Once again a generation of well-educated, aspirational young people who want democracy with their economic growth have taken to the streets to demand a political system that gives them representation that reflects their views.
Hong Kong’s streets now resemble Cairo’s Tahrir Square, Istanbuil’s Taksim Square and Kiev’s Maidan Nezalezhnosti- though, so far, without the extreme violence that left so much blood in those places.
Of course, it is vital to remember that while all protests might look the same on Twitter, they all have different causes, contexts and dynamics as well as varying motives and aims. They certainly all play out differently. Paul Mason’s book ‘It’s All Kicking Off’ is a stirring account of the global protests from a few years ago but it suffered from the author’s desire to find a unifying radical ideal to link them all.
From a media point of view I think there are two main points to be made.
Firstly, the world does know more and pays greater attention to these protests than it would have done pre-digital. That’s not always much of a help in the short-term (see #Kony2012, #bringbackourgirls) but even the hardest-bitten social media sceptic must recognise that visibility is at least a start, a necessary precondition to debate and ultimately action. It’s what academics call deliberation and agency. Evgeny Morozov is quite right that the authorities will use the same technologies to try to monitor, counter and suppress dissent. The Chinese government has blocked or censored social networks, for example. But at least that shows that they are having to react to their citizens’ complaints. Arguably, the more they repress, the more they bring people’s attention to the anger (the ‘dictator’s social media dilemma’).
Secondly, there is a new dynamic evolving between personal media, social networks, mainstream media and real life. Zeynep Tufekci has been charting this evolving relationship in detail, but generally it’s much too early to talk about a power shift. It’s a communication shift. People can now organise better thanks to new technologies. They can make their case and they can share their anger beyond their immediate community. That builds a kind of solidarity. These protest networks may be made up of relatively ‘weak ties‘ but their dispersed structures may be a strength.
The umbrella protest has spawned a vibrant sub-culture of instant political imagery: the clever uses of the umbrella logo, the mash-ups of mainsteam media, the endless flow of still and video imagery across twitter, Facebook, Vine, Instagram and even the clever spread of dissent across the censored networks of Weibo and other China-facing platforms. But can the creativity be a distraction in itself?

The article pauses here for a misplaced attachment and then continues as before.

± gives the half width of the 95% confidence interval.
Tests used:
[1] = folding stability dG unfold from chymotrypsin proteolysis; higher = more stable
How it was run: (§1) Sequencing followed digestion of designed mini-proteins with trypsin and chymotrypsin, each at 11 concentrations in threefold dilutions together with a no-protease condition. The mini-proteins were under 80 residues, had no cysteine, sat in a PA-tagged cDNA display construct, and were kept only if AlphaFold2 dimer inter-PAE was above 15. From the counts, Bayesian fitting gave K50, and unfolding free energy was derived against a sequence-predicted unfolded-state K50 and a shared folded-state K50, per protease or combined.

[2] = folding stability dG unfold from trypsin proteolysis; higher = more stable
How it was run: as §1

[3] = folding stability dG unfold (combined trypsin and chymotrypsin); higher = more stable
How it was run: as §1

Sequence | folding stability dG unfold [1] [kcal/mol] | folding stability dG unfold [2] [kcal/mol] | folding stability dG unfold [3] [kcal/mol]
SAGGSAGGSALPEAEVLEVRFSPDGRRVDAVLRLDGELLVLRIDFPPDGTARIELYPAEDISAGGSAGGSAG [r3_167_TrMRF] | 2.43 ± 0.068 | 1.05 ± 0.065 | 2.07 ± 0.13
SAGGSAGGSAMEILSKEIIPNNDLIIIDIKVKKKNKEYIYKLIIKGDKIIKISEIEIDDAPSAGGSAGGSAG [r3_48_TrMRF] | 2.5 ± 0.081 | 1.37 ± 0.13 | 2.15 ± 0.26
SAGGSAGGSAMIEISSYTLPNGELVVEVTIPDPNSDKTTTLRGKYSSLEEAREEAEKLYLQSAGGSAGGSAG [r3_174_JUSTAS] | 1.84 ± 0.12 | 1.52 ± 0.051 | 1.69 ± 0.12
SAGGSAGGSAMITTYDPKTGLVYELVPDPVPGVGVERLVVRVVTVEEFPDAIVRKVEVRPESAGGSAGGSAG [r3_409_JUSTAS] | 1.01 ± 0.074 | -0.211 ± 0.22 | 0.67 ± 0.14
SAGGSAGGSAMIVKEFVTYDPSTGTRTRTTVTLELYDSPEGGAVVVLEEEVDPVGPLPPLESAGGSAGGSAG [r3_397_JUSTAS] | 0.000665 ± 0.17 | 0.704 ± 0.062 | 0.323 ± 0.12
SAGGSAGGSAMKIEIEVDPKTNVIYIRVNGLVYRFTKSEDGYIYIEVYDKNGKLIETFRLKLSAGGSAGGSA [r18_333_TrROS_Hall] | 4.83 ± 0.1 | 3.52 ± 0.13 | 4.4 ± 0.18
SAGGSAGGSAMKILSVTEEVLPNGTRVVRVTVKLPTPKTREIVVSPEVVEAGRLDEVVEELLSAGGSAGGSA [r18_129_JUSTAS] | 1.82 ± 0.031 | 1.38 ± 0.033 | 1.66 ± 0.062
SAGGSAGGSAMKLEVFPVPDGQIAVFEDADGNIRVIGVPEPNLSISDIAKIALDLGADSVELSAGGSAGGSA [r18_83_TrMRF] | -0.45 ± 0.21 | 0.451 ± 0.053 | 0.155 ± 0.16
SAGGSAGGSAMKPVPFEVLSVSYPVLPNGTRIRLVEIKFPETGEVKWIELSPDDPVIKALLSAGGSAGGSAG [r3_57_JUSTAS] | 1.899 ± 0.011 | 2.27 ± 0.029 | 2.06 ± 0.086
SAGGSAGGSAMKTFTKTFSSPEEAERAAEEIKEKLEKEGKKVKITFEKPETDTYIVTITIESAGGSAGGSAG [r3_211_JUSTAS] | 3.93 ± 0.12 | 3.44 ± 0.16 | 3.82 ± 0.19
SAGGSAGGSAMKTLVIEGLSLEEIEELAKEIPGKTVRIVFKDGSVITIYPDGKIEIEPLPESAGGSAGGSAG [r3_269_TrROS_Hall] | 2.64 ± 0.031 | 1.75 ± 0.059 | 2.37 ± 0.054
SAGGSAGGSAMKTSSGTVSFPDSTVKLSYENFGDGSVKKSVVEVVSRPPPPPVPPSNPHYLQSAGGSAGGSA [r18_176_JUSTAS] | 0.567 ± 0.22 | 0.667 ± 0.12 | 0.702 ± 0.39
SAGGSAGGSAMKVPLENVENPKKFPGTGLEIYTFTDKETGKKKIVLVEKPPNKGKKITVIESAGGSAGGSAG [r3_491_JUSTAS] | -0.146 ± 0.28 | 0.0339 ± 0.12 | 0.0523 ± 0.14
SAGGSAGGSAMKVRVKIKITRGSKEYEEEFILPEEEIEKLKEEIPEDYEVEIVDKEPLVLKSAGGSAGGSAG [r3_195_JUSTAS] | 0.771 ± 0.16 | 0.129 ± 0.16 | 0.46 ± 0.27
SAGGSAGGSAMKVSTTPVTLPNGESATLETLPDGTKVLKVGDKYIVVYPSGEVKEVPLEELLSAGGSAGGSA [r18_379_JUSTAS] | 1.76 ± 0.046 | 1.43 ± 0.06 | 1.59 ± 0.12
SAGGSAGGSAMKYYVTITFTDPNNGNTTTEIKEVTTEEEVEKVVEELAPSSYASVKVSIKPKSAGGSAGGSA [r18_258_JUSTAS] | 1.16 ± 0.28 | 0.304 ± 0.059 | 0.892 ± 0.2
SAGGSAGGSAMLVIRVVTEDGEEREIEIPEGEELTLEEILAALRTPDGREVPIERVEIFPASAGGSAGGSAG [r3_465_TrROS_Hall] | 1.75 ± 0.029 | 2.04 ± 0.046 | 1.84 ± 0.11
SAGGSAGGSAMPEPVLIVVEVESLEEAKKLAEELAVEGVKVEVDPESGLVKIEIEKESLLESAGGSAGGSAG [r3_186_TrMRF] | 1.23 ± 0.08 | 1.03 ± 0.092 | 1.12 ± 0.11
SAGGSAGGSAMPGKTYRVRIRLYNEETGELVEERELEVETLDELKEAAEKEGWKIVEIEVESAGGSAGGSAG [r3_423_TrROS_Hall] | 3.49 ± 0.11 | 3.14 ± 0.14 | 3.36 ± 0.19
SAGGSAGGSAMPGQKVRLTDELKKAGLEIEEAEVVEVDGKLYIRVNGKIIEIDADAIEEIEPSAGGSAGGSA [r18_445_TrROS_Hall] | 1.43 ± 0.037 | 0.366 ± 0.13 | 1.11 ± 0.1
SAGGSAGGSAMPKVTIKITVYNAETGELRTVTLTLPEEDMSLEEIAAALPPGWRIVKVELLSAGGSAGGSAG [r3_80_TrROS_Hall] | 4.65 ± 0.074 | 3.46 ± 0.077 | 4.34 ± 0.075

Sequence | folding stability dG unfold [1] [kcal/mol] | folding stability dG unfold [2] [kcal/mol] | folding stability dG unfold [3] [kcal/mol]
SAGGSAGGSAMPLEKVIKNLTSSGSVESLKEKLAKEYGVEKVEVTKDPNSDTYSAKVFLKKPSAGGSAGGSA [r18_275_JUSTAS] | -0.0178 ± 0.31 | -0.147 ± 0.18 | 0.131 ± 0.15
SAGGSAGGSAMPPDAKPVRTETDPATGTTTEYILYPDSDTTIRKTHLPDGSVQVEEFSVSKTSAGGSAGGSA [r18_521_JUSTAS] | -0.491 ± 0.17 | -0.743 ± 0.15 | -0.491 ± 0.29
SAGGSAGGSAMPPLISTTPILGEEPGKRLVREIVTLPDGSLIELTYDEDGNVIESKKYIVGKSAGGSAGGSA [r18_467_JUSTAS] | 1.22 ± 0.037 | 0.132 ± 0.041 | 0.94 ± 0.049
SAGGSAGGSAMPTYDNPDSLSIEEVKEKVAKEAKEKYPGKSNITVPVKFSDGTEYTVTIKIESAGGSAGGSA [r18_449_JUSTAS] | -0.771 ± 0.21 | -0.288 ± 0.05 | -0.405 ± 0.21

Does all this media use over-raise expectations and harden demands? Does it make it more difficult for authorities to negotiate? Do outsiders admire the energy and imagery and fail to understand what is at stake? Do you actually know what the Hong Kong protestors want? It’s actually quite a dry and dusty demand for a more open electoral process that allows them, not Beijing to chose candidates in their elections. Although, of course, behind that demand is a broader desire for real democracy in their system within the Chinese system. As the FT’s Asia editor David Pilling has written, it’s difficult to see the Chinese Communist Party caving in. So where exactly will this stunning parade of protest lead?
Some reaction to this article:
Some other links:
Hong Kong University journalism students are curating a Facebook page of ‘verified information’
It’s not just new platforms, it’s new ways of creating content – drones for example.
Here’s Clay Shirky’s take: ‘The odds against this movement are serious, but they have shown that adapting urban space to political communication is an act of shared imagination and adaptation.’ Clay is right to be sceptical, his piece has some great observations about protestor behaviours but it reads like art criticism rather than political communication analysis.
Here’s a rather optimistic piece by Emily Parker, that I feel confuses visibility with power. Just because America is watching does not mean that it’s not a local situation politically. I doubt Obama is putting any pressure on Beijing over this.
This is a really neat live global solidarity tool – the messages are displayed live on a screen to the protestors in HK: